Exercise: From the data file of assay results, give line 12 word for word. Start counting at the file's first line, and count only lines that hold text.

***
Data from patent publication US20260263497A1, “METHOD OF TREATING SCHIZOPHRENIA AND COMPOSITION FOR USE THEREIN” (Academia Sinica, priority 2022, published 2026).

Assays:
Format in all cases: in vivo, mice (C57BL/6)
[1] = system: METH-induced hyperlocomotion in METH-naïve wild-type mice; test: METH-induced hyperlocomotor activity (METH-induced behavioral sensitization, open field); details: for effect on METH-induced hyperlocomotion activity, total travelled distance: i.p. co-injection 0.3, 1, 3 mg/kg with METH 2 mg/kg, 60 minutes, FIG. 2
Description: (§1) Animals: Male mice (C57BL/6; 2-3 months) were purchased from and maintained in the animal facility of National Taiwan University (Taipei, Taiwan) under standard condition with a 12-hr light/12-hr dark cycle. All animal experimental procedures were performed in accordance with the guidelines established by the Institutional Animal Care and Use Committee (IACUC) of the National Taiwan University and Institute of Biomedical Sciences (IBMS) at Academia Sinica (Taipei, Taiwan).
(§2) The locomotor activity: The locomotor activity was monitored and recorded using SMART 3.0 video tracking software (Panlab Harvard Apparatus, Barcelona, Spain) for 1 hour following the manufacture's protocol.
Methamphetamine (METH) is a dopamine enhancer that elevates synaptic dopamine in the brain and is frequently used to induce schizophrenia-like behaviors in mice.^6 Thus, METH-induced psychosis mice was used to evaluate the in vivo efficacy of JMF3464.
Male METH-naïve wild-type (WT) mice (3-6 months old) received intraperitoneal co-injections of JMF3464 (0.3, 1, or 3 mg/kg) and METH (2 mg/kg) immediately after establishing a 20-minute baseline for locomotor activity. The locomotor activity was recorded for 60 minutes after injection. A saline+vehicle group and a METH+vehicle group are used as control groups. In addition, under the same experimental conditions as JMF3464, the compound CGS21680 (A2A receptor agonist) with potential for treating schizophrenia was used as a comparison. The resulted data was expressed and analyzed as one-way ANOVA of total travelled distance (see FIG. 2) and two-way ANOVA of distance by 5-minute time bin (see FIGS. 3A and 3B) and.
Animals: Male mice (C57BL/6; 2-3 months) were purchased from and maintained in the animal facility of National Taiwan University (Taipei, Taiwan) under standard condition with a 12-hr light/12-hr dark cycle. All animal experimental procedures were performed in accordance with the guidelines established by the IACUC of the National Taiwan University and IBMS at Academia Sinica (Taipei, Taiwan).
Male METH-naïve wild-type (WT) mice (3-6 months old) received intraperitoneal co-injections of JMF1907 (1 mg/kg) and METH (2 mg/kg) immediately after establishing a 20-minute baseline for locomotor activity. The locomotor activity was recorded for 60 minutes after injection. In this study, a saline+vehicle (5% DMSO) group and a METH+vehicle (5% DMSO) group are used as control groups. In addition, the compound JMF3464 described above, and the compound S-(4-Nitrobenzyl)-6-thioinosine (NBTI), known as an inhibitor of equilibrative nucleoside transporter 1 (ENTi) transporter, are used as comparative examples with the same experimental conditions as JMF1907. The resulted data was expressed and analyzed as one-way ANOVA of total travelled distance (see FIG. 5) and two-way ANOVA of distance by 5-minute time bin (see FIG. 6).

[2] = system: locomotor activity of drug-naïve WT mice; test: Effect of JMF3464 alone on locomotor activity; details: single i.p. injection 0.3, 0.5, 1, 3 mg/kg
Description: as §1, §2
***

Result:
Description: as §1, §2